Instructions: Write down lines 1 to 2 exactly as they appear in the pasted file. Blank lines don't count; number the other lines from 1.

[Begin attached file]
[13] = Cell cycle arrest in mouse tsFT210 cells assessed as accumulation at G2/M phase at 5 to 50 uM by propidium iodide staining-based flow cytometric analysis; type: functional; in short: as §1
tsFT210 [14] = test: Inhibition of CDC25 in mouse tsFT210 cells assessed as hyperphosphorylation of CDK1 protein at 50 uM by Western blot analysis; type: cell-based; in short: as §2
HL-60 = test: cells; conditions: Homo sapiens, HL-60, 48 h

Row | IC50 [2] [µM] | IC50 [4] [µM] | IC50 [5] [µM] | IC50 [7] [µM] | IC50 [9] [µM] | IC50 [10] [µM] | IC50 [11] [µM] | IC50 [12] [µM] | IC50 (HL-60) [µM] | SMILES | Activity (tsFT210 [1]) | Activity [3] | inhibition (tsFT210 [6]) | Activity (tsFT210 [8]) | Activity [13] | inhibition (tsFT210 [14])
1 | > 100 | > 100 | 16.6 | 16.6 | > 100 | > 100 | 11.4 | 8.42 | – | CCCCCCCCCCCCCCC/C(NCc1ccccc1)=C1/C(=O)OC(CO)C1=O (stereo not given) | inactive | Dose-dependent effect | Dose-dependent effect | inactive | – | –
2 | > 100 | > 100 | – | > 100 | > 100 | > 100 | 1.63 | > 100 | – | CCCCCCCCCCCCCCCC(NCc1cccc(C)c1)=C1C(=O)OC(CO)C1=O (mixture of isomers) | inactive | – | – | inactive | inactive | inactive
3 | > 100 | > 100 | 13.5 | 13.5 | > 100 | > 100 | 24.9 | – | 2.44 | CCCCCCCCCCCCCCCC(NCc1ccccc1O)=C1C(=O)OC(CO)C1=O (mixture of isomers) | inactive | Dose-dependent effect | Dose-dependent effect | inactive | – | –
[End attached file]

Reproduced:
[13] = Cell cycle arrest in mouse tsFT210 cells assessed as accumulation at G2/M phase at 5 to 50 uM by propidium iodide staining-based flow cytometric analysis; type: functional; in short: as §1
tsFT210 [14] = test: Inhibition of CDC25 in mouse tsFT210 cells assessed as hyperphosphorylation of CDK1 protein at 50 uM by Western blot analysis; type: cell-based; in short: as §2